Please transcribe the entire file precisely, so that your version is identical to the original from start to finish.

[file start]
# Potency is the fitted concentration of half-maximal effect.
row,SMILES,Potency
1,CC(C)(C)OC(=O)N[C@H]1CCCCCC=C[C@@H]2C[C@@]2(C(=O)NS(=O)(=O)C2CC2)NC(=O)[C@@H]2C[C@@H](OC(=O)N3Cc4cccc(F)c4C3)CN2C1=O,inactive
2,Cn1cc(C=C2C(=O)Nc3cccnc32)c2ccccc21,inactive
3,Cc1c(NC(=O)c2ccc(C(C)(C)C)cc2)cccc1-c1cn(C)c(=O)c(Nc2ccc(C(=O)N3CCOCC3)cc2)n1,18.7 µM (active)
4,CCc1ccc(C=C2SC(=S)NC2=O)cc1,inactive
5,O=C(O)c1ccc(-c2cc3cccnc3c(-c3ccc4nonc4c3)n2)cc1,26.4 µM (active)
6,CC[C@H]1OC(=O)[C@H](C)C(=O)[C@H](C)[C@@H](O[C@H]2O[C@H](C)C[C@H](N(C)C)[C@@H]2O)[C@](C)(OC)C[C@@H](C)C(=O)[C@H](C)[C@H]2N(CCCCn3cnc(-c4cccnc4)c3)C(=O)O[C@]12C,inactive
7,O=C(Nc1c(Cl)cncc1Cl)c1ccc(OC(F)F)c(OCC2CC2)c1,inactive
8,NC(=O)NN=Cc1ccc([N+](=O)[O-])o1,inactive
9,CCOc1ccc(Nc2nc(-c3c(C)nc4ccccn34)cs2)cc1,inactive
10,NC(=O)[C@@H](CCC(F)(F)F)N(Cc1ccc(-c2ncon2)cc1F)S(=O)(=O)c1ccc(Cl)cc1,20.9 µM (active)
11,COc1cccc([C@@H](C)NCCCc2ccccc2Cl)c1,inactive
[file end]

# Potency is the fitted concentration of half-maximal effect.
row,SMILES,Potency
1,CC(C)(C)OC(=O)N[C@H]1CCCCCC=C[C@@H]2C[C@@]2(C(=O)NS(=O)(=O)C2CC2)NC(=O)[C@@H]2C[C@@H](OC(=O)N3Cc4cccc(F)c4C3)CN2C1=O,inactive
2,Cn1cc(C=C2C(=O)Nc3cccnc32)c2ccccc21,inactive
3,Cc1c(NC(=O)c2ccc(C(C)(C)C)cc2)cccc1-c1cn(C)c(=O)c(Nc2ccc(C(=O)N3CCOCC3)cc2)n1,18.7 µM (active)
4,CCc1ccc(C=C2SC(=S)NC2=O)cc1,inactive
5,O=C(O)c1ccc(-c2cc3cccnc3c(-c3ccc4nonc4c3)n2)cc1,26.4 µM (active)
6,CC[C@H]1OC(=O)[C@H](C)C(=O)[C@H](C)[C@@H](O[C@H]2O[C@H](C)C[C@H](N(C)C)[C@@H]2O)[C@](C)(OC)C[C@@H](C)C(=O)[C@H](C)[C@H]2N(CCCCn3cnc(-c4cccnc4)c3)C(=O)O[C@]12C,inactive
7,O=C(Nc1c(Cl)cncc1Cl)c1ccc(OC(F)F)c(OCC2CC2)c1,inactive
8,NC(=O)NN=Cc1ccc([N+](=O)[O-])o1,inactive
9,CCOc1ccc(Nc2nc(-c3c(C)nc4ccccn34)cs2)cc1,inactive
10,NC(=O)[C@@H](CCC(F)(F)F)N(Cc1ccc(-c2ncon2)cc1F)S(=O)(=O)c1ccc(Cl)cc1,20.9 µM (active)
11,COc1cccc([C@@H](C)NCCCc2ccccc2Cl)c1,inactive